It appears that the Kach List, submitted to the Committee for the elections to the Tenth (i.e. prior) Knesset, was approved by a majority vote, contrary to the view of the Committee chairman (Justice Etzioni) who favoured its disqualification. His opposition was based on certain publications on behalf of Kach, which stated:

           

            ...In order to deter those who are intent on seducing Jewish girls to assimilate we propose mandatory imprisonment for a term of five years without mitigation of sentence or reduction of the term of incarceration for every non-Jew who has sexual relations with a Jewess...

 

To prevent further deterioration we demand that an end be put to all plans of the Ministry of Education to encourage social relations between non-Jews and Jews and also to carry out schooling only in separate schools for Jews and Arabs... This is only by way of initial steps since it is clear that the true solution of the Kach program is to motivate the Arabs of Eretz Yisrael to migrate to their own countries.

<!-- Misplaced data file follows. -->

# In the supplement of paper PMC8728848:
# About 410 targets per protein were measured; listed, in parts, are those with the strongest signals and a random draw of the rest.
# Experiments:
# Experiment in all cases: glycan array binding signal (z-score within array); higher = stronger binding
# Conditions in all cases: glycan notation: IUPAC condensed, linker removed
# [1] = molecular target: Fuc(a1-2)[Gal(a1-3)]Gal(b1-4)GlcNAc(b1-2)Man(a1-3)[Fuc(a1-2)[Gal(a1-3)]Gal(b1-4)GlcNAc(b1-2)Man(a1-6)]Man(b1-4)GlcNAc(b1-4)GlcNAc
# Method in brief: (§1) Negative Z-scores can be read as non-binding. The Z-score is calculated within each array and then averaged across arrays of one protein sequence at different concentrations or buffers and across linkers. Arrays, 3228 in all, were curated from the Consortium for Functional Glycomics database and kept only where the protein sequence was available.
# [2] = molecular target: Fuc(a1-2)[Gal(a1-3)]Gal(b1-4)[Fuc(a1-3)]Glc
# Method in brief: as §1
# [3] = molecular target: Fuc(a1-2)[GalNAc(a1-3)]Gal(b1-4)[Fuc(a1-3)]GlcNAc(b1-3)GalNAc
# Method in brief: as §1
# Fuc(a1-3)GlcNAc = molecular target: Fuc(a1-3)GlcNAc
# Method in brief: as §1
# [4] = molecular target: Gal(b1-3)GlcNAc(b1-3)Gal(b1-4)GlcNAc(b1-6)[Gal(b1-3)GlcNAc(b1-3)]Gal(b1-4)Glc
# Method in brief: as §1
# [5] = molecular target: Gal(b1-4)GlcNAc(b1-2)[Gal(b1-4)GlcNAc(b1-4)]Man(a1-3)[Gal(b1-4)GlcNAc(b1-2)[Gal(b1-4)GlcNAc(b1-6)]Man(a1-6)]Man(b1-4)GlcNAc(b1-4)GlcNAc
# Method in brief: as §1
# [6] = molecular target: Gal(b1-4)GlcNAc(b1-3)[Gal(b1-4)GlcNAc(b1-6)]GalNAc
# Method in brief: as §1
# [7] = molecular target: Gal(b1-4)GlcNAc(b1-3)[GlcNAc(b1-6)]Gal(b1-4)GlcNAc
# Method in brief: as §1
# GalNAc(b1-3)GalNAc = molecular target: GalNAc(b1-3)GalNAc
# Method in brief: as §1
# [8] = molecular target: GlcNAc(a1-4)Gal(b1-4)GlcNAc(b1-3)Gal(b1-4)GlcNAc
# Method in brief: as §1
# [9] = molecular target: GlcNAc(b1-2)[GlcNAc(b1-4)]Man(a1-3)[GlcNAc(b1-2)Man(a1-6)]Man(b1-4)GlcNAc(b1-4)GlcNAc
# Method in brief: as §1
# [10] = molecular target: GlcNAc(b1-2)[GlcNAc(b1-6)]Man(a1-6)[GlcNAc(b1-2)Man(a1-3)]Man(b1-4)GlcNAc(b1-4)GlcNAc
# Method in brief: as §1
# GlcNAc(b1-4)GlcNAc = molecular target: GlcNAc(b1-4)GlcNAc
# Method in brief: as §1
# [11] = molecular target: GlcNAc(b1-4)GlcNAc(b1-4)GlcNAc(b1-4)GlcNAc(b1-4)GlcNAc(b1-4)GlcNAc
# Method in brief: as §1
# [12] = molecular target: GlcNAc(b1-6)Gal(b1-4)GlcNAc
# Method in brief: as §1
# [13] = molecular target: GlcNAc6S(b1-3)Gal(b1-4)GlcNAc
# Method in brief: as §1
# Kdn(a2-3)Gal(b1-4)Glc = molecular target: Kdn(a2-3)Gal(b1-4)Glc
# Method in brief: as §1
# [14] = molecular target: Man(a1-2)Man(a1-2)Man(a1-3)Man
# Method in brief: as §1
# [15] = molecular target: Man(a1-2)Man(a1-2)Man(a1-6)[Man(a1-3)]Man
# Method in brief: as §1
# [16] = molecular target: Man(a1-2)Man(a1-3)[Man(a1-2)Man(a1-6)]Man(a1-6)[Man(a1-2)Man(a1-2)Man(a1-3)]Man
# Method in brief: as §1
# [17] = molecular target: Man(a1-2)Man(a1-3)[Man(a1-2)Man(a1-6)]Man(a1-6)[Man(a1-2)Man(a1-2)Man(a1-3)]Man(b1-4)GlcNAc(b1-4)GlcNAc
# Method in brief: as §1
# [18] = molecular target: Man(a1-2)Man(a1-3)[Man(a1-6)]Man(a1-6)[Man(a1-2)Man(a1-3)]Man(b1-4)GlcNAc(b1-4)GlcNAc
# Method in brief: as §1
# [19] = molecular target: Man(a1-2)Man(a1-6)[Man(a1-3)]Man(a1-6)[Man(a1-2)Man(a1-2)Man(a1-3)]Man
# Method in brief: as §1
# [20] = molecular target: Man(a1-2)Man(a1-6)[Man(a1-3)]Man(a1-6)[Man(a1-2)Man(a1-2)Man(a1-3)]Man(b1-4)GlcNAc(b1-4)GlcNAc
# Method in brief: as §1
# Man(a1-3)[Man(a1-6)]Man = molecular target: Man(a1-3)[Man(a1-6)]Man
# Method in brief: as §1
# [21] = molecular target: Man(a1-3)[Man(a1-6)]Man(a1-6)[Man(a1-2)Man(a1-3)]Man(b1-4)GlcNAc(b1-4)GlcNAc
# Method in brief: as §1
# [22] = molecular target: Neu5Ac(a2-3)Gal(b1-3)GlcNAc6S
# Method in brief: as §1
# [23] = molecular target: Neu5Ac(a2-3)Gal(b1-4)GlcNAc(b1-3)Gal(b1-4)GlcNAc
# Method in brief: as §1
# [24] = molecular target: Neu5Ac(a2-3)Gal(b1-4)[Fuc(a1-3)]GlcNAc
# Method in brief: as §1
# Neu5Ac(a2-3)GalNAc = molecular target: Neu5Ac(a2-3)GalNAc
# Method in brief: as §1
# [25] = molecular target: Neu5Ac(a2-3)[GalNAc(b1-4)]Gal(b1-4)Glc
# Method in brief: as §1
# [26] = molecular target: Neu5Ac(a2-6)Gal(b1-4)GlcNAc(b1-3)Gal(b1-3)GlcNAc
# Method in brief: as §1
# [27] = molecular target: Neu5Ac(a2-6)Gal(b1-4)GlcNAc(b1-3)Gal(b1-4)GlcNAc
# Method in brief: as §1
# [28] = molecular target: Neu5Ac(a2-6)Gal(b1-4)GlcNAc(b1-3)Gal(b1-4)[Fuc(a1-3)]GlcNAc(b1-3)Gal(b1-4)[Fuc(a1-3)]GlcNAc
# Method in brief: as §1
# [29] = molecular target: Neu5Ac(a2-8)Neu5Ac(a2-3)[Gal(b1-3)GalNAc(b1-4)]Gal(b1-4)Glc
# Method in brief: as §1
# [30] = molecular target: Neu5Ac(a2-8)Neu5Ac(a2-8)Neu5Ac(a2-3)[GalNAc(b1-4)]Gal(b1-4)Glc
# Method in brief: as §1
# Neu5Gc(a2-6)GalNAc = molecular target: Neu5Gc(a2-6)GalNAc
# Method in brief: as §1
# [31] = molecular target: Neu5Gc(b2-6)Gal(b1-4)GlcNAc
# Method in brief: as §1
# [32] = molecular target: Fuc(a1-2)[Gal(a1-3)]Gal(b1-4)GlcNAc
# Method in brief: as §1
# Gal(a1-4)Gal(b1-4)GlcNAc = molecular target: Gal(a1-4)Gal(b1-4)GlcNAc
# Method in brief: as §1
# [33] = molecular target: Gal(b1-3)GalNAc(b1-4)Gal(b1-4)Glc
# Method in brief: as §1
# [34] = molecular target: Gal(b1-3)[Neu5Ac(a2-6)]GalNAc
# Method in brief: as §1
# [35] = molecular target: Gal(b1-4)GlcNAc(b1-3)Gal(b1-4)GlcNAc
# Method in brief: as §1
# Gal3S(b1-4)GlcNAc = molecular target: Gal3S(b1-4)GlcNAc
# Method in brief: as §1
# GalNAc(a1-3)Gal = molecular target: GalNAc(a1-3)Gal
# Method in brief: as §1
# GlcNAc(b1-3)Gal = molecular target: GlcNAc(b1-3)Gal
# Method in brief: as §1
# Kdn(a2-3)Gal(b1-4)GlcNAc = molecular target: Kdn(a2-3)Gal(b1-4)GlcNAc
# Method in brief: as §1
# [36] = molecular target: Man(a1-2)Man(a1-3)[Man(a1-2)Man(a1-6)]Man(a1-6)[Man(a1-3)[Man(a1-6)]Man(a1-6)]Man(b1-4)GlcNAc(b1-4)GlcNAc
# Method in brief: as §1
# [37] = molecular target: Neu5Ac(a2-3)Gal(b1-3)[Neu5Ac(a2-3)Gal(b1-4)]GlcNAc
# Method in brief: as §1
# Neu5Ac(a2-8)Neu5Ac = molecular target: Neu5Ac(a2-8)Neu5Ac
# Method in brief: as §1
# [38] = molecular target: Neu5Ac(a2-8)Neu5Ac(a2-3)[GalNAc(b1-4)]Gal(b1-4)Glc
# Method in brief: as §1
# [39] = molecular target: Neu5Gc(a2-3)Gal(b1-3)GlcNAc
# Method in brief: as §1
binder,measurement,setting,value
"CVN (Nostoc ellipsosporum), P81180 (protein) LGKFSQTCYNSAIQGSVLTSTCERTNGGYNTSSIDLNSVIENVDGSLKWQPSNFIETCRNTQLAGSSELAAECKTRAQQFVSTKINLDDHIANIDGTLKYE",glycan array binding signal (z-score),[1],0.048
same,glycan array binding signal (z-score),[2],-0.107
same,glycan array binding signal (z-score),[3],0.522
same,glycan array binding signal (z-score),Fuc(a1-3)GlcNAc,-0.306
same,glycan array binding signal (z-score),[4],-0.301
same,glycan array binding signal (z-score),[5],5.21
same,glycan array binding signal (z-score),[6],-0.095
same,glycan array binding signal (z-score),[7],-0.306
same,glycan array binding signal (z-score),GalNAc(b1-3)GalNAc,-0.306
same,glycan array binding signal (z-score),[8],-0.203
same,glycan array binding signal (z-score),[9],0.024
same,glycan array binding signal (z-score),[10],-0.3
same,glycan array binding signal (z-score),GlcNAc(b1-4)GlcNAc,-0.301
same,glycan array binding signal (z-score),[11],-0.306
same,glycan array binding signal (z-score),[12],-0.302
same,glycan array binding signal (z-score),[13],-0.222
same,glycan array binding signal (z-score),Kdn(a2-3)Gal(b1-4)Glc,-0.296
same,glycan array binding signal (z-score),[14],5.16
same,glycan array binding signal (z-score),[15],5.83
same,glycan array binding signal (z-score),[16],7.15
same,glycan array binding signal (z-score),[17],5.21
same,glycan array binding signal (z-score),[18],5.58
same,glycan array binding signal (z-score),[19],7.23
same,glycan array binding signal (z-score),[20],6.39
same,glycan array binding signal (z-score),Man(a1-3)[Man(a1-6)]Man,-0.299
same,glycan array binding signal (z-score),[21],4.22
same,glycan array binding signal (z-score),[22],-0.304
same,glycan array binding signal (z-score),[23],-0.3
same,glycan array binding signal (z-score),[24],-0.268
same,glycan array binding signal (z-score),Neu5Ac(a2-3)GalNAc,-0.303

As already mentioned, a Committee majority prevailed over the chairman and decided to approve the list. At a further meeting, when those present were informed of the Attorney-General's position that certain publications of this list amounted to a criminal offence, the Committee stood by its decision.

           

            Four Israeli citizens, among them Mr. Moshe Negbi who pleaded on behalf of them all, felt impelled to counter what they considered an impending evil and petitioned the High Court of Justice (in H.C. 344/81[27], hereinafter - the Negbi case) for an order nisi against the Committee (and the Kach list) to show cause why it should not reverse its decision to approve the list, and disqualify it. Mr. Negbi was aware of section 137 of the Elections Law, which provides: